More than 170 CHS students had their hearts scanned, and now TTU and CHS are trying to find a way to make the screenings a regular fall event.
Echos, which check for blood flow, valve irregularities and enlargement, are not a standard part of a health physical. In recent years, there has been a movement to increase awareness about problems, and deaths, that may arise without the scans.
“You’re talking about six people who are going to get treatment; their problems may not have been fatal, but they’re going to get treatment,” said J.P. Barfield, director of TTU’s exercise science, physical education and wellness department.
“You hate to say you’re excited about somebody finding something like that out,” he said. “But at a school that size, you can’t help but have people who have heart abnormalities that would have gone undiagnosed otherwise.”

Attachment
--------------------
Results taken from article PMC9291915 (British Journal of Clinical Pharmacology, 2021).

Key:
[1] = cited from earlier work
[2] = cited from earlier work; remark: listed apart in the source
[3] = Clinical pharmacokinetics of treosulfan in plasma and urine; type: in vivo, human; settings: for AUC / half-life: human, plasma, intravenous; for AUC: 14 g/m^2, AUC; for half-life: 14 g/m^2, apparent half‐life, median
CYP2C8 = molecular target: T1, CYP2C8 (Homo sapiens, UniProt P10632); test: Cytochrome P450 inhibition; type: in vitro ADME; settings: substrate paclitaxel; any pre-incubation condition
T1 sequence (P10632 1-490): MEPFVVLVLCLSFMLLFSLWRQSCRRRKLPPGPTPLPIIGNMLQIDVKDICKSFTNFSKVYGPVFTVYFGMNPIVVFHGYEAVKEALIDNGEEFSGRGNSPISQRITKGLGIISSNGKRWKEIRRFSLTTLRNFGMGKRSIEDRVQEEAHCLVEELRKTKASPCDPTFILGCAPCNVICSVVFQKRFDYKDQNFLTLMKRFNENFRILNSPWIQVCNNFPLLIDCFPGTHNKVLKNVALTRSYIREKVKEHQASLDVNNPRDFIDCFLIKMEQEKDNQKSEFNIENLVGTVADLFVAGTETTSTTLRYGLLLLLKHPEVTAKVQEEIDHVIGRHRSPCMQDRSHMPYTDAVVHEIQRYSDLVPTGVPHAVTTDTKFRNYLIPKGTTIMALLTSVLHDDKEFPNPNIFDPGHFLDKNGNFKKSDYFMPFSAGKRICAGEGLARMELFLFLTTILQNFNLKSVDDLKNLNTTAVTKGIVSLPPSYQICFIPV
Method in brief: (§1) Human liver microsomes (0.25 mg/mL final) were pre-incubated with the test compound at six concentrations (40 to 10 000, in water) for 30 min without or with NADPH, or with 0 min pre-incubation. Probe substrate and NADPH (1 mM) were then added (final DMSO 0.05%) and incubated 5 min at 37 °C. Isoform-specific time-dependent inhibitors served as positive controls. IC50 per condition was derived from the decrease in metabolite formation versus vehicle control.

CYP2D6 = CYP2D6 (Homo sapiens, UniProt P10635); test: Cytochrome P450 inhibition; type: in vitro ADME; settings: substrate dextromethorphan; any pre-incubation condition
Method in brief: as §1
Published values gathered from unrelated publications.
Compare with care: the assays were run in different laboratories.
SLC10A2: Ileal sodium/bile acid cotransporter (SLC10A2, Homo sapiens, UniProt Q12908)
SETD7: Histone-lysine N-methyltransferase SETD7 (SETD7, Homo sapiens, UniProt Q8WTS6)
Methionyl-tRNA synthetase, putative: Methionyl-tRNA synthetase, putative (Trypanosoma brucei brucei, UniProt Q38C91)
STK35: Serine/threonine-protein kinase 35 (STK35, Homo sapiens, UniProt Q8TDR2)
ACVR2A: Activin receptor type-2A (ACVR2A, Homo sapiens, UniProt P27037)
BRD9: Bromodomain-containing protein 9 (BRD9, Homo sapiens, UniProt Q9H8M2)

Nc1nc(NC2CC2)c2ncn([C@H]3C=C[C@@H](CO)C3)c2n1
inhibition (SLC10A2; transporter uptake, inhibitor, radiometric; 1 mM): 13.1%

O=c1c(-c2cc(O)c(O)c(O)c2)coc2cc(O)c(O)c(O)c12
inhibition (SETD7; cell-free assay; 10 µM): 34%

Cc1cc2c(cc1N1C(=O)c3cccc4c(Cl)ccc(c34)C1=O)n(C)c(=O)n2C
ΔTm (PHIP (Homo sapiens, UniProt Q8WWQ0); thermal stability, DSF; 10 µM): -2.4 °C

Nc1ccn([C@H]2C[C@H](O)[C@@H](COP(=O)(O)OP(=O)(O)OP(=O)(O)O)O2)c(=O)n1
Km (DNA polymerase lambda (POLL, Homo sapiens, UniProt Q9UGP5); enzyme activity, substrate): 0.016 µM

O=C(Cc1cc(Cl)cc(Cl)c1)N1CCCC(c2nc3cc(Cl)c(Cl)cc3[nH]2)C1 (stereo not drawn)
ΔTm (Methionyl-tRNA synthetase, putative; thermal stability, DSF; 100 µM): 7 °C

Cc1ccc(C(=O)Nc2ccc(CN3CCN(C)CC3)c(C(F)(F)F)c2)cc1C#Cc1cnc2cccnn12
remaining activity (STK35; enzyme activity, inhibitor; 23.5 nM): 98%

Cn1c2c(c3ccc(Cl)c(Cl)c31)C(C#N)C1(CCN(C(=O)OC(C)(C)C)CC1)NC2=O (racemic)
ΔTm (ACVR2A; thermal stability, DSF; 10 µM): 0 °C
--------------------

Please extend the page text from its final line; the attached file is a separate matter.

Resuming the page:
Over one weekend, Barfield and CHS counselor and cross-country coach Leah Burnett helped screen about 170 athletes. Burnett is the sister of Ryan Burnett, a CHS cross country runner who died in 1995 as a result of a thickening of the walls around his heart.
The students were charged only $35 for each scan; private donations covered the rest of the $70 cost.
Burnett and Barfield say they hope, in the future, to get donations to expand the program to other schools in the area and to use TTU nursing students to help administer the scans.
“I think it would make an exciting community health project, to get our students out and involved in the community,” said Sherry Gaines, director of the TTU Whitson-Hester School of Nursing.